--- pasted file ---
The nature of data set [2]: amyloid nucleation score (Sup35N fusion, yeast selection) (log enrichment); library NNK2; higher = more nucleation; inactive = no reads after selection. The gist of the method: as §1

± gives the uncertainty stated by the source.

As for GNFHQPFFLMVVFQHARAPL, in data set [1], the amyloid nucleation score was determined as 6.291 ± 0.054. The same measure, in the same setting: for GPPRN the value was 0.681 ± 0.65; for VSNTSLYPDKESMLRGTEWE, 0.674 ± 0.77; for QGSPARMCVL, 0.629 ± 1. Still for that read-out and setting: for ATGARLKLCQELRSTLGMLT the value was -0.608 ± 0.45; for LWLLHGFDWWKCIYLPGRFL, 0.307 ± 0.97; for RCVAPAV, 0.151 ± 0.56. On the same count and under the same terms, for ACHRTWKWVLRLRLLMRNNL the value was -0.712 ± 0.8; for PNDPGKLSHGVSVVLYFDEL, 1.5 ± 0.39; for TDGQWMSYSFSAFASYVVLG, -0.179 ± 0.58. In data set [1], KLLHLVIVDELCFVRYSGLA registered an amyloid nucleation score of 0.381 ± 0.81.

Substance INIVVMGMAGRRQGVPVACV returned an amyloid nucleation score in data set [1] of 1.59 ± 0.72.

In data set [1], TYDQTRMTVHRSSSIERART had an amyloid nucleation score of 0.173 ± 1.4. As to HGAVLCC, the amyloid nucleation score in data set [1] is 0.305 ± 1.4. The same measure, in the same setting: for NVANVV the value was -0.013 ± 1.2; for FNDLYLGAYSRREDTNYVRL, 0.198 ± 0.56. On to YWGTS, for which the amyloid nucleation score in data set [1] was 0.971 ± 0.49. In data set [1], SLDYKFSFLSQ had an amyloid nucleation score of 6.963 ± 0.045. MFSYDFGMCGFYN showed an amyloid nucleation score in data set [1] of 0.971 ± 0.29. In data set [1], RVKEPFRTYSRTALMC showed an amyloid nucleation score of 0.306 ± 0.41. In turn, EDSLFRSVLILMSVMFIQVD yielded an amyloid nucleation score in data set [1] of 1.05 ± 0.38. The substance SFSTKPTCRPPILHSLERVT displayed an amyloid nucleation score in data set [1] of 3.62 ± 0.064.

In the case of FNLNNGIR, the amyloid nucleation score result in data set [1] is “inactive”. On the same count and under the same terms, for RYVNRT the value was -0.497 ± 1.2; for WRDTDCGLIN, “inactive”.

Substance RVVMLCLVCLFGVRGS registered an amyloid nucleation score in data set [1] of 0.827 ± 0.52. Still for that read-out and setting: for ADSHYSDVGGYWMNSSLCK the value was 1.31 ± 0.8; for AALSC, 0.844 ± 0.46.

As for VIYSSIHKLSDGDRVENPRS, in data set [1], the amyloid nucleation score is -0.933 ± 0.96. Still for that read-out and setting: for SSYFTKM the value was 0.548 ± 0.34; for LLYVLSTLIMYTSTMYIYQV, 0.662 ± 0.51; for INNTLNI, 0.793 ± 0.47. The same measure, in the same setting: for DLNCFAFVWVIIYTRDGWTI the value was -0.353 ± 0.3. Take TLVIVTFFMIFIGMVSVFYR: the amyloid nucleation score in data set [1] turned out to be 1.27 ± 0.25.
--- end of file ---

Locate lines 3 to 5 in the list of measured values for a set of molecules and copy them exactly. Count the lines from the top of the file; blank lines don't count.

As for GNFHQPFFLMVVFQHARAPL, in data set [1], the amyloid nucleation score was determined as 6.291 ± 0.054. The same measure, in the same setting: for GPPRN the value was 0.681 ± 0.65; for VSNTSLYPDKESMLRGTEWE, 0.674 ± 0.77; for QGSPARMCVL, 0.629 ± 1. Still for that read-out and setting: for ATGARLKLCQELRSTLGMLT the value was -0.608 ± 0.45; for LWLLHGFDWWKCIYLPGRFL, 0.307 ± 0.97; for RCVAPAV, 0.151 ± 0.56. On the same count and under the same terms, for ACHRTWKWVLRLRLLMRNNL the value was -0.712 ± 0.8; for PNDPGKLSHGVSVVLYFDEL, 1.5 ± 0.39; for TDGQWMSYSFSAFASYVVLG, -0.179 ± 0.58. In data set [1], KLLHLVIVDELCFVRYSGLA registered an amyloid nucleation score of 0.381 ± 0.81.

Substance INIVVMGMAGRRQGVPVACV returned an amyloid nucleation score in data set [1] of 1.59 ± 0.72.

In data set [1], TYDQTRMTVHRSSSIERART had an amyloid nucleation score of 0.173 ± 1.4. As to HGAVLCC, the amyloid nucleation score in data set [1] is 0.305 ± 1.4. The same measure, in the same setting: for NVANVV the value was -0.013 ± 1.2; for FNDLYLGAYSRREDTNYVRL, 0.198 ± 0.56. On to YWGTS, for which the amyloid nucleation score in data set [1] was 0.971 ± 0.49. In data set [1], SLDYKFSFLSQ had an amyloid nucleation score of 6.963 ± 0.045. MFSYDFGMCGFYN showed an amyloid nucleation score in data set [1] of 0.971 ± 0.29. In data set [1], RVKEPFRTYSRTALMC showed an amyloid nucleation score of 0.306 ± 0.41. In turn, EDSLFRSVLILMSVMFIQVD yielded an amyloid nucleation score in data set [1] of 1.05 ± 0.38. The substance SFSTKPTCRPPILHSLERVT displayed an amyloid nucleation score in data set [1] of 3.62 ± 0.064.